Monday, April 11, 2011

Flicker NYC ’11: International Focus

There will be no overpriced 3-D at these screenings. This is strictly a Super 8mm show. Coming hard on the heels of the release of Blank City, Céline Danhier’s documentary profile of New York’s late 1970’s Super 8 auteurs, the Flicker NYC Super 8mm film festival keeps the Super 8 love flowing. This year’s New York screenings showcase international filmmakers experimenting with the accessible medium.

Indeed, Super 8 offers an appropriately gritty look for Oscar Forstén and Arthur Franck’s Penalty Box, featuring intimate interviews with members of a Finnish seniors’ hockey league, as they cool their heels for various game-time infractions. However, Forstén and Franck confine the discussions to their relationships with women, eliciting some universal responses from the gruff old timers. A sports film that is not really about sports, Penalty would make a nice festival pairing with Mika Ronkainen’s Freetime Machos, which chronicled the ups and downs of the “third lousiest” amateur rugby team in Finland.

Several of the international filmmakers have tackled sci-fi/fantasy stories, mostly successfully achieving a low-fi nostalgic effect. One of the best is Malcolm Finlay’s The Last Trip, about the efforts of an aging society of Welsh society of space enthusiasts to give a recently deceased member a proper send-off. It is a simple but sweet story, inventively rendered. Matthew Keen, also representing the United Kingdom’s Straight 8 filmmaking challenge program, also mines retro sci-fi themes in Robot. If not quite as endearing as Trip, he roughly approximates the vibe of gentler Twilight Zone episodes within the required thrifty four minutes.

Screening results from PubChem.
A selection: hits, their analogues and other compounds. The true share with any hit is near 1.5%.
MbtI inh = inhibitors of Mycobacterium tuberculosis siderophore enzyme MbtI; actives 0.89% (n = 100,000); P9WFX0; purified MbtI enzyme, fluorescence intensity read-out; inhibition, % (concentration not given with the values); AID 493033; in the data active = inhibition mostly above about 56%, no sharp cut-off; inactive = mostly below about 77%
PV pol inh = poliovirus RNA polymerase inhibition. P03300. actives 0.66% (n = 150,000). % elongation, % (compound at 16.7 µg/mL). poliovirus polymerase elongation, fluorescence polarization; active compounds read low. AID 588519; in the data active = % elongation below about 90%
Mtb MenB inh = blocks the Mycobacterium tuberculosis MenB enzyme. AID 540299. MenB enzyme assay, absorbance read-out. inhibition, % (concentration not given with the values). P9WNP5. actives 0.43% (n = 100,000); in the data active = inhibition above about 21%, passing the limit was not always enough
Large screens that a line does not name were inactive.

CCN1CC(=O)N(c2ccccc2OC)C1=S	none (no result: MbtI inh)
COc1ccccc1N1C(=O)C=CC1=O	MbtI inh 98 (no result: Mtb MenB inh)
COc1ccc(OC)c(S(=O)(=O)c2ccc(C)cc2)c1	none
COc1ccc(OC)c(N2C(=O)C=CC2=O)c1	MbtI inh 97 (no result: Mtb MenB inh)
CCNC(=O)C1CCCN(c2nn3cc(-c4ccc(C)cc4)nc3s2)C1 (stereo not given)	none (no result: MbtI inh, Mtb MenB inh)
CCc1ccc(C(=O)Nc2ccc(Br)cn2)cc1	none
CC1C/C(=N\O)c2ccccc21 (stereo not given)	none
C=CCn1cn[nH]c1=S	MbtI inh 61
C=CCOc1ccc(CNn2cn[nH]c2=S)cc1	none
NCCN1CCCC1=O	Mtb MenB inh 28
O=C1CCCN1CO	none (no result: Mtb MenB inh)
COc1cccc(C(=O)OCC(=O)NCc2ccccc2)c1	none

Though it seems to use some of the props of genre cinema, Sook Hyun Kim’s The Conversation with Doctor Mouse falls strictly within the experimental rubric. Stringing together self-consciously provocative images, it can be somewhat wearying, even at a Flicker-friendly ten minute running time. It also suggests a rather hardcore political ideology through references to Mao and “consumer capitalism,” but never offers viewers anything concrete enough to rebut or engage with.

In contrast, Rafa Martinez’s Bautista’s Fable might be the richest New York Flickers selection. Combining animation with deliberately grainy color Super 8, Fable has a tactile texture that well suits the story. Baustista, a poor Colombian fisherman, loves the vivacious Ada, but she only has eyes for those with means. The sad sack Bautista seeks a little supernatural help, but as is often the case in genre stories, this only makes him vulnerable to the ironies of fate. María Angélica Chalela’s animation, inspired by tropical cultures and the street art of Jean-Michel Basqiat, gives the film a distinctive look and the Latin electronica soundtrack by Systema Solar propels the film nicely, while still feeling appropriate to the setting.

Like any festival, Flicker has its hits and misses. Yet, some of this year’s New York selections are quite notable for their resourcefulness and economy of storytelling. Those adventurous enough to trek over to Southpaw in Park Slope, Brooklyn will definitely be struck by films like Penalty Box, The Last Trip, and Bautista’s Fable. There will also be raffle prizes and an after party till whenever. Screenings start at 7:30 sharp (doors open at 7:00).